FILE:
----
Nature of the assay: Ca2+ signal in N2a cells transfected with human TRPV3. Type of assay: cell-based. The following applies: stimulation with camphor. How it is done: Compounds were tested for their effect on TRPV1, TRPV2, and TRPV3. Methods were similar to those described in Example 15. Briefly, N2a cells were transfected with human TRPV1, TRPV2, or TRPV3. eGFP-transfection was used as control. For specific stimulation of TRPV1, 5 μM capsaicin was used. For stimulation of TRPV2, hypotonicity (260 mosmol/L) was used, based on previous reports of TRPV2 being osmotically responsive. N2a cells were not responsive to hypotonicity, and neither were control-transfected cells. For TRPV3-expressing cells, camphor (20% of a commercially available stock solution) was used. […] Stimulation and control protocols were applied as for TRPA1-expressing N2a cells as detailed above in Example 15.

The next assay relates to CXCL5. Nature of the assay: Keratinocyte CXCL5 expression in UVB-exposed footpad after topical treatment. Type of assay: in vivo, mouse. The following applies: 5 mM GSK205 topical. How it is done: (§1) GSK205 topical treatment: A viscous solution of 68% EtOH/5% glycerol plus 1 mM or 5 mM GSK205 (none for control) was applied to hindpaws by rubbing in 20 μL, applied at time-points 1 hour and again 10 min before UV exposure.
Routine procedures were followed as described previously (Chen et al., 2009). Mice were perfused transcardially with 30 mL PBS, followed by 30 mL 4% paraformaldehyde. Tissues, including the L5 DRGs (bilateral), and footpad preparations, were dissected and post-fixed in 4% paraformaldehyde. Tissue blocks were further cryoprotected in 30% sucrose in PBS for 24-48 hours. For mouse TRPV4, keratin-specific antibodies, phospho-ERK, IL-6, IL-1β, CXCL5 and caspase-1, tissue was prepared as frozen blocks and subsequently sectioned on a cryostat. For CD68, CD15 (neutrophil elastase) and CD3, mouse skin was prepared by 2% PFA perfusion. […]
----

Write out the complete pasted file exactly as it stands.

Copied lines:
Nature of the assay: Ca2+ signal in N2a cells transfected with human TRPV3. Type of assay: cell-based. The following applies: stimulation with camphor. How it is done: Compounds were tested for their effect on TRPV1, TRPV2, and TRPV3. Methods were similar to those described in Example 15. Briefly, N2a cells were transfected with human TRPV1, TRPV2, or TRPV3. eGFP-transfection was used as control. For specific stimulation of TRPV1, 5 μM capsaicin was used. For stimulation of TRPV2, hypotonicity (260 mosmol/L) was used, based on previous reports of TRPV2 being osmotically responsive. N2a cells were not responsive to hypotonicity, and neither were control-transfected cells. For TRPV3-expressing cells, camphor (20% of a commercially available stock solution) was used. […] Stimulation and control protocols were applied as for TRPA1-expressing N2a cells as detailed above in Example 15.

The next assay relates to CXCL5. Nature of the assay: Keratinocyte CXCL5 expression in UVB-exposed footpad after topical treatment. Type of assay: in vivo, mouse. The following applies: 5 mM GSK205 topical. How it is done: (§1) GSK205 topical treatment: A viscous solution of 68% EtOH/5% glycerol plus 1 mM or 5 mM GSK205 (none for control) was applied to hindpaws by rubbing in 20 μL, applied at time-points 1 hour and again 10 min before UV exposure.
Routine procedures were followed as described previously (Chen et al., 2009). Mice were perfused transcardially with 30 mL PBS, followed by 30 mL 4% paraformaldehyde. Tissues, including the L5 DRGs (bilateral), and footpad preparations, were dissected and post-fixed in 4% paraformaldehyde. Tissue blocks were further cryoprotected in 30% sucrose in PBS for 24-48 hours. For mouse TRPV4, keratin-specific antibodies, phospho-ERK, IL-6, IL-1β, CXCL5 and caspase-1, tissue was prepared as frozen blocks and subsequently sectioned on a cryostat. For CD68, CD15 (neutrophil elastase) and CD3, mouse skin was prepared by 2% PFA perfusion. […]